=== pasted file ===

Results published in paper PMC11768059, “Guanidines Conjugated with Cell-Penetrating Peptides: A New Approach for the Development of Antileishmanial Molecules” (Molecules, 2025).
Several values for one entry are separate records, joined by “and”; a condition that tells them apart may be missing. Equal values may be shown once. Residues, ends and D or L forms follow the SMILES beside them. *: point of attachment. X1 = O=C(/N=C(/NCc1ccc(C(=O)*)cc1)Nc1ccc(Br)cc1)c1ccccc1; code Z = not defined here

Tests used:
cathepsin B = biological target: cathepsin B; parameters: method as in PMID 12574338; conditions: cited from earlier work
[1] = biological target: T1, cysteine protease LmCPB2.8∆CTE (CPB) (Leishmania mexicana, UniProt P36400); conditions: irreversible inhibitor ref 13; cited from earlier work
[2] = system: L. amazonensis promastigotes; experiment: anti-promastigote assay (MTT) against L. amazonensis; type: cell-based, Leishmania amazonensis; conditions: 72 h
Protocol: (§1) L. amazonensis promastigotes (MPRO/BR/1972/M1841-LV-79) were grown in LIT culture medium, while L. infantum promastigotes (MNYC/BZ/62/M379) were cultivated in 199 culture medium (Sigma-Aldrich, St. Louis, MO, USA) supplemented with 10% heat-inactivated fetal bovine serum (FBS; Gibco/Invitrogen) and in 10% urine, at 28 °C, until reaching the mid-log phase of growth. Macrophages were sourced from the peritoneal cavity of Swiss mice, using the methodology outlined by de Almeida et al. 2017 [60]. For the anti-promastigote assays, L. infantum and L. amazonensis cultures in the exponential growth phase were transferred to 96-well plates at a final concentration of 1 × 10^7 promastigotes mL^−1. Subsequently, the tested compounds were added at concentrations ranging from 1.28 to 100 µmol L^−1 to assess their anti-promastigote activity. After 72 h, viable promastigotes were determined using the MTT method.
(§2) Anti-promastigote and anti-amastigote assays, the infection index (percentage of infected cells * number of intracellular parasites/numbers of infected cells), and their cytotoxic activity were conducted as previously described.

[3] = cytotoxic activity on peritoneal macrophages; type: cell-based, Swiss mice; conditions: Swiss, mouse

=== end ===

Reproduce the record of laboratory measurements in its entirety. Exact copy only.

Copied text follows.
Results published in paper PMC11768059, “Guanidines Conjugated with Cell-Penetrating Peptides: A New Approach for the Development of Antileishmanial Molecules” (Molecules, 2025).
Several values for one entry are separate records, joined by “and”; a condition that tells them apart may be missing. Equal values may be shown once. Residues, ends and D or L forms follow the SMILES beside them. *: point of attachment. X1 = O=C(/N=C(/NCc1ccc(C(=O)*)cc1)Nc1ccc(Br)cc1)c1ccccc1; code Z = not defined here

Tests used:
cathepsin B = biological target: cathepsin B; parameters: method as in PMID 12574338; conditions: cited from earlier work
[1] = biological target: T1, cysteine protease LmCPB2.8∆CTE (CPB) (Leishmania mexicana, UniProt P36400); conditions: irreversible inhibitor ref 13; cited from earlier work
[2] = system: L. amazonensis promastigotes; experiment: anti-promastigote assay (MTT) against L. amazonensis; type: cell-based, Leishmania amazonensis; conditions: 72 h
Protocol: (§1) L. amazonensis promastigotes (MPRO/BR/1972/M1841-LV-79) were grown in LIT culture medium, while L. infantum promastigotes (MNYC/BZ/62/M379) were cultivated in 199 culture medium (Sigma-Aldrich, St. Louis, MO, USA) supplemented with 10% heat-inactivated fetal bovine serum (FBS; Gibco/Invitrogen) and in 10% urine, at 28 °C, until reaching the mid-log phase of growth. Macrophages were sourced from the peritoneal cavity of Swiss mice, using the methodology outlined by de Almeida et al. 2017 [60]. For the anti-promastigote assays, L. infantum and L. amazonensis cultures in the exponential growth phase were transferred to 96-well plates at a final concentration of 1 × 10^7 promastigotes mL^−1. Subsequently, the tested compounds were added at concentrations ranging from 1.28 to 100 µmol L^−1 to assess their anti-promastigote activity. After 72 h, viable promastigotes were determined using the MTT method.
(§2) Anti-promastigote and anti-amastigote assays, the infection index (percentage of infected cells * number of intracellular parasites/numbers of infected cells), and their cytotoxic activity were conducted as previously described.

[3] = cytotoxic activity on peritoneal macrophages; type: cell-based, Swiss mice; conditions: Swiss, mouse